Here are some questions our parents have asked
I think my child has SEN. How can I find out about what their needs really are?
What makes you think your child has SEN? Do you feel they are not picking things up as quickly as other children the same age? The actual definition of SEN is that a child has significantly greater difficulty in learning than other children the same age. But at the same time, it is true that all children learn at different speeds and schools are very aware of how important it is to identify children who may be having difficulties with their learning.
Arrange to meet with your child's class teacher to talk through your concerns. It is a good idea to ask for meeting rather than just try to catch the teacher at the start or end of the school day when they are busy.
If you are still concerned after you have spoken to the class teacher, you could ask them to involve the Special Educational Needs Coordinator (SENCO). They have responsibility for what happens on a day to day basis in the school for pupils with SEN and also provides advice to other teachers in the school to help all pupils with SEN to make progress
How can I help my child at home?
To help your child at home you should read with them on a regular basis. During reading time try to ask your child some questions about the book to make sure they have understood what they have read. Also support your child when they are doing their homework by encouraging them to use the skills they have learnt in school and work with them through concepts if they become stuck.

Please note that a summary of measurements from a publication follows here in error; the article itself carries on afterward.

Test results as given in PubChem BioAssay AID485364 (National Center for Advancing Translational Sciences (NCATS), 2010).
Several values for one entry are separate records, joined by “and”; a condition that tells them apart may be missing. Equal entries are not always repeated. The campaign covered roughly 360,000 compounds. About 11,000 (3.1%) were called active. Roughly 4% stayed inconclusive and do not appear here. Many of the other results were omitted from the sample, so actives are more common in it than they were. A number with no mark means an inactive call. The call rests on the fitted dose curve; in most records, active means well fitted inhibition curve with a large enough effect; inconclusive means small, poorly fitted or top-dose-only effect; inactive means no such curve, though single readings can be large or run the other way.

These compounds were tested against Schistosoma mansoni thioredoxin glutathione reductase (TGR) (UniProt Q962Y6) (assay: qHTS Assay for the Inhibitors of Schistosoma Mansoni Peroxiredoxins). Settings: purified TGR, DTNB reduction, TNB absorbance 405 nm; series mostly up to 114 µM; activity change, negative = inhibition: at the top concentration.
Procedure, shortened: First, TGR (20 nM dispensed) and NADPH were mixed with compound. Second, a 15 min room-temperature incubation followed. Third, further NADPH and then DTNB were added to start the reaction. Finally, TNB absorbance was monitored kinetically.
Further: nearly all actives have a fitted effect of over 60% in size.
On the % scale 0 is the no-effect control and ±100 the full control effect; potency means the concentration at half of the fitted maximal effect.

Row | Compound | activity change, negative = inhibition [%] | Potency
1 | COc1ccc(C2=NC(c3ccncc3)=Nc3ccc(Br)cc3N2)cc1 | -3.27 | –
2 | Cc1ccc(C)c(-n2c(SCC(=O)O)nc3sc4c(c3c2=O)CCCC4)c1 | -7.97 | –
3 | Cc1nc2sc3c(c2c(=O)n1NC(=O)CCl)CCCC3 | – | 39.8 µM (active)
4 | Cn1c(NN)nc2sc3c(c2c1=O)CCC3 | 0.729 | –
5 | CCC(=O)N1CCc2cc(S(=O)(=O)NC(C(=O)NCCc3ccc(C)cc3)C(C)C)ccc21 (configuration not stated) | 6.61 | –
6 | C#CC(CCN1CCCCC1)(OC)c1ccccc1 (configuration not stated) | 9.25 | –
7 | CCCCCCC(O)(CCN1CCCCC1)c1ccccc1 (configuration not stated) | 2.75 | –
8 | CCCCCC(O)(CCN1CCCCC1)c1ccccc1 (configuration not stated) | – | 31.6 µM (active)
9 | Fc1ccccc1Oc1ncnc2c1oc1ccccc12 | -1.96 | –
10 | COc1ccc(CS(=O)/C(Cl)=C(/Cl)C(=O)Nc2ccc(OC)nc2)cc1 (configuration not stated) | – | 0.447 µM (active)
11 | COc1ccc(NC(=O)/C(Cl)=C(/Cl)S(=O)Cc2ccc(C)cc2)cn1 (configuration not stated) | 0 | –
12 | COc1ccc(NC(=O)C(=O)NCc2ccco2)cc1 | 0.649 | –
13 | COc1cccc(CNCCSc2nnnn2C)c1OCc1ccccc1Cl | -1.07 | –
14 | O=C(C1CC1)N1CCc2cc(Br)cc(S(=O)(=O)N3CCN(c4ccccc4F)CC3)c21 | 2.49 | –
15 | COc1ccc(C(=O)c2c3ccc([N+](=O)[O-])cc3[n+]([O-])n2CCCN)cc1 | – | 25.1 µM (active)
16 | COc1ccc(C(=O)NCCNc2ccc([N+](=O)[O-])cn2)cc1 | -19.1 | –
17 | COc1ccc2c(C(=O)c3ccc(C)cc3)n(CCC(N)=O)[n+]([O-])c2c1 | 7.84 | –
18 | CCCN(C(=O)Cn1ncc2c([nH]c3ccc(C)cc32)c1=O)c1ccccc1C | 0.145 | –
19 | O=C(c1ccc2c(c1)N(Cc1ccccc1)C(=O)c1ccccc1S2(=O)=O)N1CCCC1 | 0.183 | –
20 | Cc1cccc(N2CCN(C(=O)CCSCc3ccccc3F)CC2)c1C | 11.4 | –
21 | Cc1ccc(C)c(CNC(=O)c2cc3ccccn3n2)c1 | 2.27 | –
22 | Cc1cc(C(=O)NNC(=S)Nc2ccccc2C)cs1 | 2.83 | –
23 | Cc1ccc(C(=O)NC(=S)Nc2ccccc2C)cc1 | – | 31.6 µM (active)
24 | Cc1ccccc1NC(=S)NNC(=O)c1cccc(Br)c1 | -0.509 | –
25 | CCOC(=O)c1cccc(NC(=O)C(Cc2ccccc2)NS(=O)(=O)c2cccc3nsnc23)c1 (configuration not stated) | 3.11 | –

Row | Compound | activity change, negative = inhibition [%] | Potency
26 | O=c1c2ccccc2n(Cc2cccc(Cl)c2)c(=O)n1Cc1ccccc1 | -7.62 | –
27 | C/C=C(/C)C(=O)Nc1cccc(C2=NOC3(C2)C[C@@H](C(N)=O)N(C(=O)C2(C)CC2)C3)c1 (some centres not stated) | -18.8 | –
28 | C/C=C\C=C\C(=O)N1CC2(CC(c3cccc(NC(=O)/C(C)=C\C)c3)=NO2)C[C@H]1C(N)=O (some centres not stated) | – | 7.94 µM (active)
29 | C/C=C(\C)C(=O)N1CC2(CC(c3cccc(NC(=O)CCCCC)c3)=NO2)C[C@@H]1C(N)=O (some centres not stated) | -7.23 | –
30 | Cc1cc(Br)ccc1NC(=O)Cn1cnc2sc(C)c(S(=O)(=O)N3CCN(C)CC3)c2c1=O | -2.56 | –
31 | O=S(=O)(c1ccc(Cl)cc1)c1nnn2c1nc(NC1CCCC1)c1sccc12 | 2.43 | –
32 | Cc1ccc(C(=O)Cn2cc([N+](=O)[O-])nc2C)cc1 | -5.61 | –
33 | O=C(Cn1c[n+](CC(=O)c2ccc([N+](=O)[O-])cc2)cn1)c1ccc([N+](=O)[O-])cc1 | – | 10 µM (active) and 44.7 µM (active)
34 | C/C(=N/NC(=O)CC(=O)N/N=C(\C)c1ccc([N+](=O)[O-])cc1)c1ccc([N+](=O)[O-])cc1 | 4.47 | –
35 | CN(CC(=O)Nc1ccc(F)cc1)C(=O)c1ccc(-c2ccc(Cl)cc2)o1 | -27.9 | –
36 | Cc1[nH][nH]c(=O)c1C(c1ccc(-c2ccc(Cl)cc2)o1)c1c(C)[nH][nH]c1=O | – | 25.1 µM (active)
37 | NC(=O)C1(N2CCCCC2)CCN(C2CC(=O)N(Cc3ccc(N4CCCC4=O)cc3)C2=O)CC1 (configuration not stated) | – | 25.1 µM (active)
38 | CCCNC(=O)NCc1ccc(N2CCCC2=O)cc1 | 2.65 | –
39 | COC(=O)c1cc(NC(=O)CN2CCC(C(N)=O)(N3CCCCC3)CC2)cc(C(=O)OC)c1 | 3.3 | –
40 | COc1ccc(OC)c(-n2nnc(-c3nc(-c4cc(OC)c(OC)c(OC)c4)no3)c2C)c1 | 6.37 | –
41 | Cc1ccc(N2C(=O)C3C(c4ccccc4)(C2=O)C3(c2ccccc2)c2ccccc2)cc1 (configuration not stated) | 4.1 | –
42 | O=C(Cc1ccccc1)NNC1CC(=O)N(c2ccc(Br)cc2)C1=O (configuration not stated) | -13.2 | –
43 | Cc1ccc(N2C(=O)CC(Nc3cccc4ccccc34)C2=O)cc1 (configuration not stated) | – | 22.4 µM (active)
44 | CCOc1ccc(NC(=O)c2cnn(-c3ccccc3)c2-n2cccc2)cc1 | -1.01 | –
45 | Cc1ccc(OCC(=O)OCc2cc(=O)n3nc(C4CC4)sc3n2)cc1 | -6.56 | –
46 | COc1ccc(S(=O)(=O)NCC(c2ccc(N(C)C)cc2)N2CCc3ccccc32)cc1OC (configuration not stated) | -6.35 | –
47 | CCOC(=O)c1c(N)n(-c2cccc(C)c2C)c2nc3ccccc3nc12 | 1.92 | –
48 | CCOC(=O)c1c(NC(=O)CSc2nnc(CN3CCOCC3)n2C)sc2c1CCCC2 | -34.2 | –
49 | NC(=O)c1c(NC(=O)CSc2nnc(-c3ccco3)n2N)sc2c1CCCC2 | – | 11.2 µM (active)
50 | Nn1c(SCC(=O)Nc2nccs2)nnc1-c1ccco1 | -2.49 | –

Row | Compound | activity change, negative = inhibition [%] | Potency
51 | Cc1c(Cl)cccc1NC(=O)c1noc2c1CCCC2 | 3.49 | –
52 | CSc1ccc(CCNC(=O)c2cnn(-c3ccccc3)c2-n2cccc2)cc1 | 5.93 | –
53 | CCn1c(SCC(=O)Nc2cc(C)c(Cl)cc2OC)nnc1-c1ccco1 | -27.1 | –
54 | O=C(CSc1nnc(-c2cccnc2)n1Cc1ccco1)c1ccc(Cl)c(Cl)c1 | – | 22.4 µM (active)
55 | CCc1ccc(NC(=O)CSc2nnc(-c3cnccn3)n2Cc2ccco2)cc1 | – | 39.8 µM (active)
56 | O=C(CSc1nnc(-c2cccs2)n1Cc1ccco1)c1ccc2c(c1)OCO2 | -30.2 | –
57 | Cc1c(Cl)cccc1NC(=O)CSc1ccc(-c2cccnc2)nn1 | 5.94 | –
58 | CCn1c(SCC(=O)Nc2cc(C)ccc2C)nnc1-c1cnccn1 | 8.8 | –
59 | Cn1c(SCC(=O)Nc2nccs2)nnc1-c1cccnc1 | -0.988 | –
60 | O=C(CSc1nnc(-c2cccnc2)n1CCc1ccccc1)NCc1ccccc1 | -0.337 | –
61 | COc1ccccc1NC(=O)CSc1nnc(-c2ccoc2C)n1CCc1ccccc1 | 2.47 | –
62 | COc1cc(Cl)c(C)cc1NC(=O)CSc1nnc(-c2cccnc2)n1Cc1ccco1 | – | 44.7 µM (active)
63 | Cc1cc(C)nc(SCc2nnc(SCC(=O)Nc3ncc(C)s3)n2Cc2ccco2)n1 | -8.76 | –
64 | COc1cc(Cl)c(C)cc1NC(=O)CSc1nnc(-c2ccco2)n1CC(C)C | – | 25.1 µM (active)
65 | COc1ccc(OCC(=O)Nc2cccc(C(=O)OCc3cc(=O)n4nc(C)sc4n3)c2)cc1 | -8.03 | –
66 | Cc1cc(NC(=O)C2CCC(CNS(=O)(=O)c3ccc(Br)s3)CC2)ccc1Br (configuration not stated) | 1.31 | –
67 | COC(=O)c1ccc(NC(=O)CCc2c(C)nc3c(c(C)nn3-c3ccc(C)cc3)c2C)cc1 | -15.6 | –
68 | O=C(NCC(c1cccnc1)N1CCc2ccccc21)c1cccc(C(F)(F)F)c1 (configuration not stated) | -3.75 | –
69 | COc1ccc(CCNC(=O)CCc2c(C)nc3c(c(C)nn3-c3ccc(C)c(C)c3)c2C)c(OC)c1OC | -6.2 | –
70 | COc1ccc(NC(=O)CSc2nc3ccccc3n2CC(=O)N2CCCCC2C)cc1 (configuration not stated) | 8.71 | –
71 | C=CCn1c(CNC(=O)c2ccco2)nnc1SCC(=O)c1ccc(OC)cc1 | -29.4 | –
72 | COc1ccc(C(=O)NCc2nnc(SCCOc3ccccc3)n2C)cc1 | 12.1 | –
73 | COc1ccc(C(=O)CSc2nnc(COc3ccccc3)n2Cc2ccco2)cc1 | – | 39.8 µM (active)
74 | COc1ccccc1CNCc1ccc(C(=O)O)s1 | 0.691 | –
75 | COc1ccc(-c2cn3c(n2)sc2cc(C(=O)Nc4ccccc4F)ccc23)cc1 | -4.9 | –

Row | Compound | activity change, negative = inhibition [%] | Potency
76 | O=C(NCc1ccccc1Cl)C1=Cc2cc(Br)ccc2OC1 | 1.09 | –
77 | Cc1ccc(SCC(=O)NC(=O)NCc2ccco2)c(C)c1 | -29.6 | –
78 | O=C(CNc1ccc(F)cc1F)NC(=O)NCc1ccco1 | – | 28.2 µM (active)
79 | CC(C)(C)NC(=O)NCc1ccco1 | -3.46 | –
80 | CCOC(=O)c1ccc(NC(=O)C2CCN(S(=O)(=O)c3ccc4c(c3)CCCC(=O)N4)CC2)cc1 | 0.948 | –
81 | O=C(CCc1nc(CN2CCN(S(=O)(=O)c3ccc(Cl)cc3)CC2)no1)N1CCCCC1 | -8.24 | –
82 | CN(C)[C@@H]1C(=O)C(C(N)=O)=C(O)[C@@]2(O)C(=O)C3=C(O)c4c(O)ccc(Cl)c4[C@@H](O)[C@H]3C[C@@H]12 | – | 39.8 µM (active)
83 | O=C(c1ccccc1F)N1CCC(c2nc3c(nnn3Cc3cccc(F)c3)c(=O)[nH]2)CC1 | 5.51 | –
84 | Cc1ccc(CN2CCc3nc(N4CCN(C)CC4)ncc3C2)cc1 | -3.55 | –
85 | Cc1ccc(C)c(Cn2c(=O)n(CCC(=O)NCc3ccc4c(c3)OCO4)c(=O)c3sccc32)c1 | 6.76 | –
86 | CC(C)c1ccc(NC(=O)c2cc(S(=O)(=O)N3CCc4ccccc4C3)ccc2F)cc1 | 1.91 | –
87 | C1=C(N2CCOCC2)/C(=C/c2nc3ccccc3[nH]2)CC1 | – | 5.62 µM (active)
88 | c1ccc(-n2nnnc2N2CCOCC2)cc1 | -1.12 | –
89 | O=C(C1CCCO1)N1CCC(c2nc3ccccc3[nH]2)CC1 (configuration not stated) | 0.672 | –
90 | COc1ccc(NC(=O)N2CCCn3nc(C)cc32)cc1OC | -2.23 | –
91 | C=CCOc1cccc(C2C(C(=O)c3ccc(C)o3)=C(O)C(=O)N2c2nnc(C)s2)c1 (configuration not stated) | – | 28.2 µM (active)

How will the school involve me in supporting my child’s learning?
Parents will be invited to attend meetings to discuss their son/daughters progress. These meetings will give you the chance to contribute about the current provision in place to make sure that it is still appropriate. Parents will also be invited along when meeting with professionals to discuss their child and contribute towards targets set to support their child’s education.
How do I contact staff to discuss my child?
There are a number of different ways to contact staff. You can:
My child has a statement of Special Educational Needs what does this mean?
An statement of SEN is made up of six parts:
Part 1: Personal details such as child's name, address and so on.
Part 2: A description of your child's needs, as identified during the assessment.
Part 3: The provision that the local authority will make for your child's needs; the long-term objectives to be achieved by that provision; and how short-term targets will be set and progress reviewed.
The statement will set out how many hours a week or month your child needs in terms of specific provision (eg "Two hours a week of speech and language therapy").
Part 4: Information about the school that your child will attend / arrangements that will be made in order to get the provision. (Your proposed statement will probably leave this part blank. Make sure that you inform your local authority if you have a particular school that you think would be best for your child.)
Part 5: Any non-educational needs that your child has (eg travelling to school).
Part 6: The provision that will be made to enabled your child's needs in Part 5 to be met.
The statement should include all the reports that were received by the Board during the course of the statutory assessment.
However, under the changes to SEN a statement will be replaced with the Education, Health and Care plan.